3 star dining in the Alps

Saturday, April 02nd , 2011

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This was the first time I have visited the Dorchester Grill since its previous chef Aiden Byrne struck out on his own. The cooking of Brian Hughson was not in the same league, but is fine – a butternut squash risotto was very good for example. However the prices here are crazy, with £47.50 for Dover Sole, and a wine list whose prices are regularly five or more times the retail price. The weird décor does not help the experience, and it is hard to see what appeals to anyone other than hotel guests, preferably those on expenses.

It was not a great hotel dining week all round, as Capability at the new Waldorf Astoria showed. The pastry chef is quite good, but there were assorted and pretty blatant errors in the cooking of the savoury dishes, and no chef to moan at since he had already taken himself off elsewhere. I don’t know what it is about some UK chefs; if I ask “is the chef in today?” in a restaurant in France or Germany they look at me as if I am mad (“of course he/she is”), but so often in England they are off filming something, attending a conference somewhere exotic or on holiday. This is OK if the kitchen runs like clockwork, but how a chef two weeks into a new opening can choose not to be present in the kitchen simply eludes me.

By contrast when I popped into Zafferano Andy Needham was visibly present, and produced an excellent lunch, as his kitchen pretty much always does: things here do not arrive at the table raw, or burnt, just perfectly cooked, time after time after time. I also had a very enjoyable meal at Cambio de Tercio, with a particularly interesting dish of slow roast tomato, cooked for eight hours, with tremendous depth of flavour, as one highlight. Cambio now has a sister sherry bar, Capoto y Toros, just a few doors down from the main restaurant, selling 100 different sherries, plus some tapas: sherry is a much underrated drink in my view, and I really hope this place prospers.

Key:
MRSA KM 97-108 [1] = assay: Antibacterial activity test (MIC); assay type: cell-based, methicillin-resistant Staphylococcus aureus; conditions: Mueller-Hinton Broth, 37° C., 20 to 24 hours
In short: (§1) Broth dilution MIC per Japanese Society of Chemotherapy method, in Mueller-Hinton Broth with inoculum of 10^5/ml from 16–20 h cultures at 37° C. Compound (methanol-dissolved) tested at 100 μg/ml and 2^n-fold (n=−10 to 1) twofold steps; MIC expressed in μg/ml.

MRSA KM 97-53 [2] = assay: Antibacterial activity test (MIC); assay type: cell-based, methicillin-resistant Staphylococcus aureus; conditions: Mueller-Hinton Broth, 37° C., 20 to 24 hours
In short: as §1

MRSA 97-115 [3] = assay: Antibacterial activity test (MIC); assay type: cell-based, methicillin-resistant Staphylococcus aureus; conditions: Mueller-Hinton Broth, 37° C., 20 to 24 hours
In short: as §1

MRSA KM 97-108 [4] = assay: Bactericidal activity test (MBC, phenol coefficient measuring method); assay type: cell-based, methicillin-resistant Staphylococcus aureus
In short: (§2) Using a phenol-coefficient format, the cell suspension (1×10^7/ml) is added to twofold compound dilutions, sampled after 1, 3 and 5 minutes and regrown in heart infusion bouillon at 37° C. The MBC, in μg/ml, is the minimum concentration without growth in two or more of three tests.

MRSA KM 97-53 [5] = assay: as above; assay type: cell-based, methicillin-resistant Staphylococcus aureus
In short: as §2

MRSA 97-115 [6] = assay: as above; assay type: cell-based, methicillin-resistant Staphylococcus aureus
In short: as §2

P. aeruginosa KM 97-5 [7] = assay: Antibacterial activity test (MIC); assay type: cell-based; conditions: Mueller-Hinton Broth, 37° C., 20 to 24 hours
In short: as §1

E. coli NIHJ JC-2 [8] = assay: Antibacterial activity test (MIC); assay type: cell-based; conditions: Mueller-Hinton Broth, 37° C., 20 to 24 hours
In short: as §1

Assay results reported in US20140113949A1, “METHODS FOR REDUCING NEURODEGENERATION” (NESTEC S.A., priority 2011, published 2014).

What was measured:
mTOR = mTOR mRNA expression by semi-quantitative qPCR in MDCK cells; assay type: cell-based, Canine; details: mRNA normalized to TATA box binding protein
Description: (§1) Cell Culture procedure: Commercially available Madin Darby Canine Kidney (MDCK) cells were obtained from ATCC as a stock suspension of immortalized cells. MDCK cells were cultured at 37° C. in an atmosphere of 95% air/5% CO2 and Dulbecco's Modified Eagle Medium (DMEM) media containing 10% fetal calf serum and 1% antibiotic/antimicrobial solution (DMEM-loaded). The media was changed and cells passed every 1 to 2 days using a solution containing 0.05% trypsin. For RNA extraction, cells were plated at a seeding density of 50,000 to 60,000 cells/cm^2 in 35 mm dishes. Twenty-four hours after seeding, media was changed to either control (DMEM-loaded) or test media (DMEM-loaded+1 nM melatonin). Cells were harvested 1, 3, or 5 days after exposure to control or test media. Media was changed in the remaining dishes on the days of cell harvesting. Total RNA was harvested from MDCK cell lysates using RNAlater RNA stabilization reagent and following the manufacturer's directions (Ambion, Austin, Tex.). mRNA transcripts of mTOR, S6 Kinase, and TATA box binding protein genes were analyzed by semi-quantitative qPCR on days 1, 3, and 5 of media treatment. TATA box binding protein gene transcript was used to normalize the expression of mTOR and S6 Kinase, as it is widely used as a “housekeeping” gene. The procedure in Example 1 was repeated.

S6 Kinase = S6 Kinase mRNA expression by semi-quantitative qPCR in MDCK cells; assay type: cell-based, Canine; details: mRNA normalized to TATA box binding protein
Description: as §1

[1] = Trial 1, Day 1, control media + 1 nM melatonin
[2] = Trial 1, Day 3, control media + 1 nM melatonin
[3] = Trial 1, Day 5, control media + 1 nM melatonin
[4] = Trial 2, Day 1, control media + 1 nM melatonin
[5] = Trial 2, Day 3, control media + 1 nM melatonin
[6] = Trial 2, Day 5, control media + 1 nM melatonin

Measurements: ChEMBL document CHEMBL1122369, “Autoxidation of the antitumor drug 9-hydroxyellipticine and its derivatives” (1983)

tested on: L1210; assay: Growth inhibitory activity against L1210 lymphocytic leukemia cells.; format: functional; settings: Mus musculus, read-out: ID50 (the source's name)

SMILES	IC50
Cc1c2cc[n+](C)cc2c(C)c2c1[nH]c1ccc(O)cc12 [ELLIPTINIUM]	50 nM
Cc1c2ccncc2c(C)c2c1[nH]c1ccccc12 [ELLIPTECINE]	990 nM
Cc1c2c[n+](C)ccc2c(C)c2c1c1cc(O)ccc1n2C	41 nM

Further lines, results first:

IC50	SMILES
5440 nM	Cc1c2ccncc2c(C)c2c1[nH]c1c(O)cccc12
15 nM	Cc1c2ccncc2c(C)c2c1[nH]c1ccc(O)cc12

I also had a short jaunt to Switzerland to try the only new three Michelin star restaurant in Europe this year: Schauenstein. This was excellent, with terrific food in a very pretty alpine setting. The cooking involved very fine ingredients and great technical precision, and can be thoroughly recommended. Oh yes, the chef was there too.

On the way back we stopped at The Restaurant in Zurich, recently elevated to two star status. The cooking here is much more modern in style, but although there were some exotic flavour combinations these almost all actually worked, and the technical skill in the kitchen was very high. One dish of white asparagus with egg yolk (illustrated) was enhanced with various tiny elements to add a texture here, a little acidity there, and the overall effect was dazzling. It occurred to me while eating that if this was in London it would probably be the best restaurant in London, yet has only just been awarded a second star.